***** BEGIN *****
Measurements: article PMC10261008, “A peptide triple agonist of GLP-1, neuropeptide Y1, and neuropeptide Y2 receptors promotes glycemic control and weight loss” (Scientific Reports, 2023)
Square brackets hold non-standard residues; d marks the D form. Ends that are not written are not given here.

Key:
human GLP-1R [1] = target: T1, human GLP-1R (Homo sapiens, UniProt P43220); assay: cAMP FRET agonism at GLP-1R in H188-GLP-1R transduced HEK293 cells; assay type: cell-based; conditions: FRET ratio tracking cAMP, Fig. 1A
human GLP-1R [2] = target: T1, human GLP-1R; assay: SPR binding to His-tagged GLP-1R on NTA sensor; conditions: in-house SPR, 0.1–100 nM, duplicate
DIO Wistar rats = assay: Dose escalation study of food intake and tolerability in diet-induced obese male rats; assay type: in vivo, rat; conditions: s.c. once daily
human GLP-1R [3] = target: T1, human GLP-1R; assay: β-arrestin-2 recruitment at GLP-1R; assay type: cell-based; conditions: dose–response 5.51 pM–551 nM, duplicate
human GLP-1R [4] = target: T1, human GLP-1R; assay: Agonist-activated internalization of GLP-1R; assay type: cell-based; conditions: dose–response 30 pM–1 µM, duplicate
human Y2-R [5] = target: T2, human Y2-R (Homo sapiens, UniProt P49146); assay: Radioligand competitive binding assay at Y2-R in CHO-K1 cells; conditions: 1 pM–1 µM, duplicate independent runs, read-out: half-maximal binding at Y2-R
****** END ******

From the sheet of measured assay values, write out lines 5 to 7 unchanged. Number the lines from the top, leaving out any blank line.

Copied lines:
human GLP-1R [2] = target: T1, human GLP-1R; assay: SPR binding to His-tagged GLP-1R on NTA sensor; conditions: in-house SPR, 0.1–100 nM, duplicate
DIO Wistar rats = assay: Dose escalation study of food intake and tolerability in diet-induced obese male rats; assay type: in vivo, rat; conditions: s.c. once daily
human GLP-1R [3] = target: T1, human GLP-1R; assay: β-arrestin-2 recruitment at GLP-1R; assay type: cell-based; conditions: dose–response 5.51 pM–551 nM, duplicate